Catastrophic flooding from Ian expected in Florida, Alzheimer's breakthrough: 5 Things podcast

On today's episode of the 5 Things podcast: Catastrophic flooding expected as Ian approaches Florida

The hurricane has arrived in the Florida Keys as a Category 3. Plus, Russia declares victory in a series of elections the West calls a sham, national correspondent Tami Abdollah gives a timeline for the next Jan. 6 hearings, drugmakers deliver promising trial results for an Alzheimer's drug and reporter Olivia Munson weighs whether you should add a cover letter to your job application.

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Hit play on the player above to hear the podcast and follow along with the transcript below. This transcript was automatically generated, and then edited for clarity in its current form. There may be some differences between the audio and the text.

Taylor Wilson:

Good morning. I'm Taylor Wilson and this is 5 Things you need to know Wednesday, the 28th of September, 2022. Today, the latest as Hurricane Ian gets ready to slam Florida. Plus what's next for the January 6th committee and more.

Here are some of the top headlines:

  1. An abducted 15 year old girl and her father wanted in the death of her mother were both killed in a shootout with law enforcement yesterday on a California highway. It's not clear whether the teenager was shot by responding deputies or by her father.

  2. Nearly 200,000 Russian nationals have fled the country to Finland, Kazakhstan, and Georgia over the past week. That's after President Vladimir Putin announced a kind of military draft for reservists in the country, as the invasion of Ukraine continues.

  3. And every major Florida theme park is closing because of Hurricane Ian. Hear more about the storm next.

Hurricane Ian slammed into Cuba yesterday as a category 3, hitting the island with 125 mile an hour winds. Power at one point was knocked out across the country affecting some 11 million people. The storm now heads for Florida. It began hitting the Keys last night and is expected to make landfall in Southwest Florida, likely as a category 4 this afternoon, Florida Gov. Ron DeSantis ordered some 2.5 million people to evacuate.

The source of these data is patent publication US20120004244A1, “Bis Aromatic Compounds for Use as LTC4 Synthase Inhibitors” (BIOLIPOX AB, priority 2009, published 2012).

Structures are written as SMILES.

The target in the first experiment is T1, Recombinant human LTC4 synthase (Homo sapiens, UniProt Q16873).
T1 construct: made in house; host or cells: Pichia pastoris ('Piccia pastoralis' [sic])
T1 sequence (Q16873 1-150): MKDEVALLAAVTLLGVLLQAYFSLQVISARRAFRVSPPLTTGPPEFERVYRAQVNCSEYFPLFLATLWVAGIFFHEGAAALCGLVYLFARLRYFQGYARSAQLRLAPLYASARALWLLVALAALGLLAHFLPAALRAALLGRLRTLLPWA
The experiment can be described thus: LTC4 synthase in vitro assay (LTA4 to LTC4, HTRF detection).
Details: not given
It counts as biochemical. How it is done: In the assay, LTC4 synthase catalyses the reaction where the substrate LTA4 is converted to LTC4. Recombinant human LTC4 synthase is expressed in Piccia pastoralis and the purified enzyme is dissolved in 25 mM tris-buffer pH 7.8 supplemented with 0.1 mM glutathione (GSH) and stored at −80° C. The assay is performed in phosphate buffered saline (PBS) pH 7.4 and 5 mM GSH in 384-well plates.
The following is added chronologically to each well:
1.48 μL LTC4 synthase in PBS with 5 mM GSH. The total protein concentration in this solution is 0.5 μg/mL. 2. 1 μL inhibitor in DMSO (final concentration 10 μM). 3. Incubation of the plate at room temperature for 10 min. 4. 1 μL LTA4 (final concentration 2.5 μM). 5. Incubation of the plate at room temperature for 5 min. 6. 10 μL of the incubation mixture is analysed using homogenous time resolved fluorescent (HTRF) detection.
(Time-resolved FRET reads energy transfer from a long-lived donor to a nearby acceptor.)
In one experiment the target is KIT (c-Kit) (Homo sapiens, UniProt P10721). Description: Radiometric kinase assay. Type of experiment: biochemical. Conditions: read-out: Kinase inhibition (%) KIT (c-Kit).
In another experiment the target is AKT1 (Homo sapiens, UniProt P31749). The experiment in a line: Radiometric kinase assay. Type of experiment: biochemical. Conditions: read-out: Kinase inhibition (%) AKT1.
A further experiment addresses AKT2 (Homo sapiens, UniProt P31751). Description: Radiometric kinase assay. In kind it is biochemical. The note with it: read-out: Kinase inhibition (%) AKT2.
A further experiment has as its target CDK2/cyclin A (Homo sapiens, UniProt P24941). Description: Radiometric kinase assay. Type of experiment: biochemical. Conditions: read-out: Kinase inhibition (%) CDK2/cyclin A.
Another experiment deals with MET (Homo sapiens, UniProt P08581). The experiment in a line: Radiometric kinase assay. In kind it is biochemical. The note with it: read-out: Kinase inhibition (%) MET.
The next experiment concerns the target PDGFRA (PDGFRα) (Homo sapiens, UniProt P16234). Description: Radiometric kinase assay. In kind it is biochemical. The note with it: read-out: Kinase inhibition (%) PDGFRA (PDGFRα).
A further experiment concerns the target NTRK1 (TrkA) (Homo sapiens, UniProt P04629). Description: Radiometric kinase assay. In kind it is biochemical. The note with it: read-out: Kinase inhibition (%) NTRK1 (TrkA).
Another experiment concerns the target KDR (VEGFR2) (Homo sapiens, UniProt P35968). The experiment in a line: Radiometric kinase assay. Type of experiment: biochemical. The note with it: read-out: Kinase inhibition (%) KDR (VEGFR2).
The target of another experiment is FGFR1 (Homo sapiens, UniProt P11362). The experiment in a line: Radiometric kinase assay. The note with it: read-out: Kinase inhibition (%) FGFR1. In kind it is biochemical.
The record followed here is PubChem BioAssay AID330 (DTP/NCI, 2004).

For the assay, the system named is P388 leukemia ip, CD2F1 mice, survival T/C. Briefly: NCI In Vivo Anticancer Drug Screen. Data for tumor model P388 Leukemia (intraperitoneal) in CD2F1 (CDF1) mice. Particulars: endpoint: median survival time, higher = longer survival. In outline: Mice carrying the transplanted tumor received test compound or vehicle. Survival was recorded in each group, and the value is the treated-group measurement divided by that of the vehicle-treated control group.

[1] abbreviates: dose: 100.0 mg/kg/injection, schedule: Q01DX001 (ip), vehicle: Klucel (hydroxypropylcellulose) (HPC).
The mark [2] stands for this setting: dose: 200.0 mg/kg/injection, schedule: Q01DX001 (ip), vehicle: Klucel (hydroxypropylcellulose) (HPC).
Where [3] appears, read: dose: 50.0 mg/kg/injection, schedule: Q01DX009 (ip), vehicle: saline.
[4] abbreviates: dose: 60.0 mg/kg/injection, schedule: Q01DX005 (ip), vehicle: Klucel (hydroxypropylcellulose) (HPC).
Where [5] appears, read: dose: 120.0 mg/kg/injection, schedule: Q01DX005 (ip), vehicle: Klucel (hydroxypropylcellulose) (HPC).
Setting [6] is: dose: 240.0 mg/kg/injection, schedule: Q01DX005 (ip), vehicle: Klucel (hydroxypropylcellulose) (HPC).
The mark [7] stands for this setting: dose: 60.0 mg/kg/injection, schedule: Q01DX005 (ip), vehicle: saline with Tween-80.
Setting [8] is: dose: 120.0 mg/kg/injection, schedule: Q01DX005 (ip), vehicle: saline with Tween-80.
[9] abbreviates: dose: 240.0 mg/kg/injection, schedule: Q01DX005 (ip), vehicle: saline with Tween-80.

Ron DeSantis:

It is now a major hurricane, category 3 hurricane with maximum sustained winds of 125 miles per hour. We have about 2.5 million Floridians that are currently under some type of an evacuation order. When you're talking about storm surge like this, when you're talking about historic flooding, that water is a very, very difficult adversary. You do not want to put yourself in harm's way unnecessarily. So if you're ordered to evacuate, that's a decision based off what we're seeing with this storm. What your local officials are seeing with the storm.

Taylor Wilson:

Conditions are expected to deteriorate through South and central Florida throughout the day, particularly on the State's West Coast. A storm surge warning is in effect with the highest risk from Naples to Sarasota. Tampa residents, Genie and Randy Gasman debated staying, but ended up heading inland to Orlando.

Genie Gasman:

We're here in Orlando as we evacuated. Of course, we had a disagreement on evacuating. My husband wanted to stay in a 24 floor high rise to watch the storm come in, and I wanted to play it safe and evacuate. So as you can see, I won. We're in Orlando and we're safe.

Taylor Wilson:

Tampa's airport has shut down and Orlando's will do the same later this morning. Over 1200 flights yesterday and today have been canceled because of the hurricane. FEMA administrator Deanne Criswell said not to underestimate the storm.

Deanne Criswell:

By the time it reaches the shores of Florida, the storm is going to slow down to approximately five miles per hour. And this is significant because what this means is that Floridians are going to experience the impacts from this storm for a very long time. I can tell you that our biggest concern as we wait for this storm to make landfall is storm surge. And I will note that storm surge is a leading cause of hurricane related fatalities. So therefore, if people are told to evacuate by their local officials, please listen to them. The decision you choose to make may mean the difference between life and death. And so my message to those who may be watching at home, get ready and do not underestimate the potential that this storm can bring.